I want to play for the team that wants me the most. The team that aligns its values with mine and sees me playing in its organization is what is most important to me. - Jake Bean
An already sensational season is about to get a whole lot more memorable for Calgary Hitmen defenceman Jake Bean.
The highly sought-after rearguard has gone from representing the Western Hockey League at the Canada-Russia Series to suiting up for Team Orr at the CHL/NHL Prospects Game, to setting a single season franchise record for goals by a blueliner.
All notable achievements, to be sure.
But now the real fun starts.
Expectations are that Bean – astonishingly passed over at the 2013 Western Hockey League Bantam Draft – will hear his name called by the time the curtain closes on the first round of the NHL Draft in Buffalo.
As the top-ranked WHL prospect (15th among North American skaters), Bean admits there is value in being selected early.
“For sure there is, but the main thing is the right fit,” said Bean, who this week also earned an invite to Canada’s National Junior Team summer development camp.
Having sat down with representatives from 27 NHL teams at the recent Scouting Combine, though, means that the kid who has evolved from an unknown walk-on two years ago to a finalist for the Canadian Hockey League Top Prospect Award this season could be donning the cap and jersey of almost any team on the stage come Friday evening.
It will be, without a doubt, an eye-opening experience.
Not in the slightest.
“It’s just another step in my career,” a level-headed Bean said. “I want to play for the team that wants me the most. The team that aligns its values with mine and sees me playing in its organization is what is most important to me.”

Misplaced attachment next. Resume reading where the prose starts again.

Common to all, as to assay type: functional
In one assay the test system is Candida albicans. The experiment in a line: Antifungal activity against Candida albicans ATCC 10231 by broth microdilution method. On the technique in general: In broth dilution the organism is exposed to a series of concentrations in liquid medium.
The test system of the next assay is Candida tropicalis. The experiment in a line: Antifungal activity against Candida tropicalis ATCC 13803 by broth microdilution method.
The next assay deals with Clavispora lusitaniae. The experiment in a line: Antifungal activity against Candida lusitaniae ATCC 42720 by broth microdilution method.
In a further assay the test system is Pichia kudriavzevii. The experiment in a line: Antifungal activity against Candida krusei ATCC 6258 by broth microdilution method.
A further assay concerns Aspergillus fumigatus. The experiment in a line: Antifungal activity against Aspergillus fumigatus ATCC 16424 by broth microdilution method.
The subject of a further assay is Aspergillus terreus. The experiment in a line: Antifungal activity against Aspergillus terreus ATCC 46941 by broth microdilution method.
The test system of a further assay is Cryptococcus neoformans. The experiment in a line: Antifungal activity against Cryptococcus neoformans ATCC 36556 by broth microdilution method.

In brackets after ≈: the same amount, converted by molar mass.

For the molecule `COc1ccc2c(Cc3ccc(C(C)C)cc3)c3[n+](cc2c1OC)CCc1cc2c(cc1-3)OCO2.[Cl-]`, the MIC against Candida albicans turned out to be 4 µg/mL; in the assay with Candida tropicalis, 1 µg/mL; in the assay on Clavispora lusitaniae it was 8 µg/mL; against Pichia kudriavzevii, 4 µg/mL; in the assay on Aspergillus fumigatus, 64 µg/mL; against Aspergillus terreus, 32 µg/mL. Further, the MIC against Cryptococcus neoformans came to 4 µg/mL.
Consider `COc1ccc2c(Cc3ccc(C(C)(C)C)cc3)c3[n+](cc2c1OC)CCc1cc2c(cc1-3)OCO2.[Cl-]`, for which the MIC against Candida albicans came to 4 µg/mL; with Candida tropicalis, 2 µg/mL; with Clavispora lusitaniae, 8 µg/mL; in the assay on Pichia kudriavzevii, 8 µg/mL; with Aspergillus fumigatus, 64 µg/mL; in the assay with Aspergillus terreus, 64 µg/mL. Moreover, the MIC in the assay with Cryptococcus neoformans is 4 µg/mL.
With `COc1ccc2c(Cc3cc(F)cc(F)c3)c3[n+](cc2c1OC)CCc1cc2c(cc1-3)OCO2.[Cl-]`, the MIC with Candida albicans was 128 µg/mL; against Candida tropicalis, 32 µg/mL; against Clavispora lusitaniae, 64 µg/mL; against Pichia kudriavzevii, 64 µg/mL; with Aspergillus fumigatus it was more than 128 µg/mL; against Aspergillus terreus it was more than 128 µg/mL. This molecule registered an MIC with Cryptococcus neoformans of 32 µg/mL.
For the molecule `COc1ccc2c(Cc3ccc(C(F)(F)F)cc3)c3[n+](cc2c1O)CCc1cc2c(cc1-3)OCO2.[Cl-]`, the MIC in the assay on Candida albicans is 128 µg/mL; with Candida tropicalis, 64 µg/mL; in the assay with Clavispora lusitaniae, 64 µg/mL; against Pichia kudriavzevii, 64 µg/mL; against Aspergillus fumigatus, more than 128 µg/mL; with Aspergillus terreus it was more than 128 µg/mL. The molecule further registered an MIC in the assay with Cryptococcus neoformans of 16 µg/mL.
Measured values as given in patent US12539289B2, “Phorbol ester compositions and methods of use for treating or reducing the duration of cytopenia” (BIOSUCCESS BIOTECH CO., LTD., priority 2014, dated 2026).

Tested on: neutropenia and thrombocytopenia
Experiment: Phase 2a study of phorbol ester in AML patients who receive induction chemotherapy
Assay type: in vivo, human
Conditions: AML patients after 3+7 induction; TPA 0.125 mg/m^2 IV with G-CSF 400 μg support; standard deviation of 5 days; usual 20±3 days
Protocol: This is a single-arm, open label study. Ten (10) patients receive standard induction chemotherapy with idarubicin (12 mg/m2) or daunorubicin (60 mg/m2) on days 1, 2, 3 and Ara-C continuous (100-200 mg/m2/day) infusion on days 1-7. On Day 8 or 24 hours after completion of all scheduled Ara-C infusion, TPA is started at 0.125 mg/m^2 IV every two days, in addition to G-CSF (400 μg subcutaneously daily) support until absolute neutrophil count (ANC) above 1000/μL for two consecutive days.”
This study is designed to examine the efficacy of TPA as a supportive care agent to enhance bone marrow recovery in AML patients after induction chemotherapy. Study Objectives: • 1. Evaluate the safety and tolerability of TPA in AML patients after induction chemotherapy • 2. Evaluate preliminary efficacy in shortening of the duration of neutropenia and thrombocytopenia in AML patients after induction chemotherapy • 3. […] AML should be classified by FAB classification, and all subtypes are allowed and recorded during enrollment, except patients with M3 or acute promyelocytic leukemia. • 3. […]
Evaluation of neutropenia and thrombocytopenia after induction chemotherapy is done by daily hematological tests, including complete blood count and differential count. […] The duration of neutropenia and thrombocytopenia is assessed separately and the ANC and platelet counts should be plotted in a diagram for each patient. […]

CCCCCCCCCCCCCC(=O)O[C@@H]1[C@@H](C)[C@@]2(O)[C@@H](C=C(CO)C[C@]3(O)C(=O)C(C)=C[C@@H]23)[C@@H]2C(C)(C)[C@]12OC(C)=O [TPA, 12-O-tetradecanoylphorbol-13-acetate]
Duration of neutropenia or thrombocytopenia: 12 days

Listed by his hometown Hitmen in 2014, Bean has impressively amassed 103 points over his first two WHL campaigns.
A bona fide scoring threat every time he carries the puck into the offensive zone, the freshly turned 18-year-old has developed into an intelligent blueliner with elite skating ability and exceptional poise with the puck.
His 64 points this past season topped all WHL draft eligible defencemen, while he led all league defenders in goals (24), power play goals (12) and game-winning goals (6).
What would be a whirlwind season, though, without a pinch of adversity?
The WHL Eastern Conference’s Most Sportsmanlike Player, who sustained a broken foot during Calgary’s first round series with Red Deer, was sidelined for the entire World U18 Championships – a tournament in which he was to be heavily relied on.
There is no cause for concern, however.
“I’m feeling good,” assured Bean, following an on-ice skate in Calgary. “I’m skating hard and doing a lot of off-ice stuff and I’m close to 100 percent. I feel 100 percent, but I’m just not cleared to do everything off the ice weight-wise.”
Former Hitmen winger Brandon Kozun, who Bean is taking part in off-season skates with, shared some advice for the much-hyped defenceman.
“Obviously my situation was a lot different than his, but I would say just enjoy the moment and do the best that you can,” said Kozun, a 2009 sixth round pick of the Los Angeles Kings who now suits up for Lokomotiv Yaroslavl in the Kontinental Hockey League. “It’s something that you don’t realize how fun it can be when you’re in the moment. You’re so busy with everything you don’t get a chance to step back.”
Overall, the Hitmen had a WHL-high six players recognized on NHL Central Scouting’s final draft rankings.
Joining Bean on that select list were teammates Carsen Twarynski (64th), Jordy Stallard (65th), Beck Malenstyn (73rd), Jakob Stukel (82nd) and netminder Cody Porter (20th among North American goalies).
“I think playing in the NHL is still a long ways away for me, but,” Bean said, “as long as I keep doing what I have been doing, and continue to have a good daily routine, then hopefully everything will work out.”
So far, so good.